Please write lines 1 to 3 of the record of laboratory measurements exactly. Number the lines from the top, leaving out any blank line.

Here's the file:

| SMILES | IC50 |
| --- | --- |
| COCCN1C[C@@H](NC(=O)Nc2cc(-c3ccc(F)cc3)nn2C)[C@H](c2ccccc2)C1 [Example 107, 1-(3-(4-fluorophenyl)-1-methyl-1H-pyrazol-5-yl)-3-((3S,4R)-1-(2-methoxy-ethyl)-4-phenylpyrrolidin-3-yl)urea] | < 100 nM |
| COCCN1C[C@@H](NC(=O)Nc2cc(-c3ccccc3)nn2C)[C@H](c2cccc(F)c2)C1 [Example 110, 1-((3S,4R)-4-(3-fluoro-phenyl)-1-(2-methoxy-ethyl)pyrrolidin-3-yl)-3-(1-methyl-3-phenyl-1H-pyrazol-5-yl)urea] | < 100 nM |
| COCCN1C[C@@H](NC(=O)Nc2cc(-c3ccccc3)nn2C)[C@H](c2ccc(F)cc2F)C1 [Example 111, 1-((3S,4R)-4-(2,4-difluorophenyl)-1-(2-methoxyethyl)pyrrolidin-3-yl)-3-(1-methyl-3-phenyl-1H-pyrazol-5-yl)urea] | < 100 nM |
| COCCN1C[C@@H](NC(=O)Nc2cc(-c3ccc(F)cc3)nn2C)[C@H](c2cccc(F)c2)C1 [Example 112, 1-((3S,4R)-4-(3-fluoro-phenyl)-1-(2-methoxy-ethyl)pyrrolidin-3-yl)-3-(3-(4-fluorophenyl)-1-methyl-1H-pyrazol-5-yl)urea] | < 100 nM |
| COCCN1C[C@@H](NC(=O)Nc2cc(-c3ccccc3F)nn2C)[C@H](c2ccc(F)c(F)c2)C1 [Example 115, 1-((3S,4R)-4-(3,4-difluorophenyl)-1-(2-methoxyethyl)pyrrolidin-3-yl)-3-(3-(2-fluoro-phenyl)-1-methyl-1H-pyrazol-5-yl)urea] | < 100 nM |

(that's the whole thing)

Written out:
| SMILES | IC50 |
| --- | --- |
| COCCN1C[C@@H](NC(=O)Nc2cc(-c3ccc(F)cc3)nn2C)[C@H](c2ccccc2)C1 [Example 107, 1-(3-(4-fluorophenyl)-1-methyl-1H-pyrazol-5-yl)-3-((3S,4R)-1-(2-methoxy-ethyl)-4-phenylpyrrolidin-3-yl)urea] | < 100 nM |